When Small Company Thinking Beats Big Company Thinking

22087658 - small businessman looking at his big boss. photo on green field

I love being the CEO of a small company. It’s the best job I’ve ever had. One of the biggest reason is the speed at which we operate. Having worked for three multi-national corporations and the U.S. military for 22 years, I have a lot of experience with the often-slow pace of large organizations.

It makes sense that big companies take longer to get things done. Based on their size and complexity, they need formal command-and-control processes to ensure local units carry out the wishes of the head office. While there is a lot of talk about empowerment in big companies, the truth is employees at lower levels still don’t have a lot of authority.

In the past ten years, I observed a significant shift in authority from local units to headquarters of the large companies I worked for. It became harder and harder to get things done in the local units as we waited for approval from above. Even though I knew the importance of command-and-control, I became increasingly frustrated with the bureaucracy of big companies.

Running a small business for the past year has been a breath of fresh air. We seem to run at a pace that is ten times faster than the large companies I worked for. One example is implementing an on-line ordering system. I worked for six years in one company trying to get the approvals and support to implement a simple on-line ordering tool. At my new company, Peak Demand Inc., we got it done in six months.

Here are some times when small company thinking beats big company thinking:

1. Action vs. discussion. Big company thinking says we need to discuss the idea and present it to upper management for approval. Small company thinking says, “let’s do it!” At my new company, we made the decision to hire a great employee in five minutes when we heard he was involved in a restructuring and was available.

2. External vs. internal focus. Big company thinking means spending a lot of time in business reviews and internal meetings. Small company thinking means spending more time with customers. At my new company, my time-on-task for customers is nearly 100%. With fewer internal meetings, I have more time to travel and spend time with my customers.

3. Trust vs. suspicion. In big company thinking, there’s a tendency to question people’s motives, especially if they are from a different department or business unit. In my big company experience, I spent countless hours in meetings working to resolve disputes between various units. Small company thinking says there is no time for that. In my new company, we work as a team and trust that each person will do his part for the overall success of the company.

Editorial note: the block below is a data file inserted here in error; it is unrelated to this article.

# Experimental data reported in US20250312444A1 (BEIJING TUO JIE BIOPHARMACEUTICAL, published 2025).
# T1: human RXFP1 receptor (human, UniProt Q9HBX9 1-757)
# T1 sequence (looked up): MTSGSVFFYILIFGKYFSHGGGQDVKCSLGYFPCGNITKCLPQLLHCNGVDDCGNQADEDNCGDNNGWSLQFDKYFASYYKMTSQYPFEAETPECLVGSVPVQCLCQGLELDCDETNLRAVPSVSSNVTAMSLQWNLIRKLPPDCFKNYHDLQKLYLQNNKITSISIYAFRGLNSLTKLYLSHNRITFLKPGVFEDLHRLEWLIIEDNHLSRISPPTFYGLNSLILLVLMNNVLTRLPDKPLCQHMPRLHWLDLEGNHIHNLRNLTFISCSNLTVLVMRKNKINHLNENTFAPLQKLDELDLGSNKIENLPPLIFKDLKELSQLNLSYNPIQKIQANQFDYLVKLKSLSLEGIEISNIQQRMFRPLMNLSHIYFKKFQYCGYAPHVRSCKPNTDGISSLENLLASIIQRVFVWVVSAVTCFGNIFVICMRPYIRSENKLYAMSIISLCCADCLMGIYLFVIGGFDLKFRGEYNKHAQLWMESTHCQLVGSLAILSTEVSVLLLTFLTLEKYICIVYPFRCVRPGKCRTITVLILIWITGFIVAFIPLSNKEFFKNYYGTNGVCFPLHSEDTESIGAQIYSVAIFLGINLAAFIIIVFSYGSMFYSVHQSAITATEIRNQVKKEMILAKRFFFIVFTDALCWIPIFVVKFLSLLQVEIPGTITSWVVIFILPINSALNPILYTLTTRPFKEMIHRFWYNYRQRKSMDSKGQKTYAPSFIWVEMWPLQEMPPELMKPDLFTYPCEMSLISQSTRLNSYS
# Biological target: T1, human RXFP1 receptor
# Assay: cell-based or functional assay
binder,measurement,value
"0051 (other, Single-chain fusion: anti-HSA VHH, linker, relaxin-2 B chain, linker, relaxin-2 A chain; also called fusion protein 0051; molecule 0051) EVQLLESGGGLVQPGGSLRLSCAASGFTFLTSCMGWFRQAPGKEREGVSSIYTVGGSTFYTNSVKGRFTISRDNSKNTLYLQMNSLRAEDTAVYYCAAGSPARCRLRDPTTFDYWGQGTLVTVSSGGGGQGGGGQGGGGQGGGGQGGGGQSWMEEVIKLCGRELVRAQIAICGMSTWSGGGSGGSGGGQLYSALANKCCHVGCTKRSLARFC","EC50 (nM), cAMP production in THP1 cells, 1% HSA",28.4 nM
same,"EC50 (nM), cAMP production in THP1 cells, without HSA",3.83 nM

4. Performance vs. politics. In big company thinking, it’s about who you know, what you wear, who you went to school with, what type of car you drive, and what you say in front of senior management. It’s about looking good not just being good. In a small company, performance is the most important measure of success. Limited budgets, limited resources, and critical deadlines means every employee must be action-oriented. Those that can’t perform at a high level, won’t make it, regardless of who they know.

5. Today vs. tomorrow. In big company thinking, there is always tomorrow. Decisions and approvals come at a glacial pace. I recall once working for over six months to get all the signatures necessary for a capital improvement project. Small company thinking says it must be done now. In my new company, we use an expression, “ship it.” It’s a simple phrase that says, I’ve reviewed your project, it looks good, you have all your bases covered, “go for it!”

The good news is that big companies can think and act like small companies.  I saw it early in my career working in a large corporation that gave power and authority to local, autonomous business units. Each unit acted like a small company and was entirely responsible for their business. The result was strong performance, empowered employees, and quicker results.

Whether you work in a small company or a multi-national corporation, speed is essential in business today. Big company thinking can lead to endless meetings, internal focus, lack of trust, politics, and a glacial command-and-control process. This will erode the performance of any business.

How is the thinking in your business? Are you fast and nimble or are you slow and cumbersome? Do you empower and trust your people to make the right decisions or do you require approval for every activity? Do you spend countless hours in internal meetings or are you on the road visiting customers? Comment with your thoughts below.

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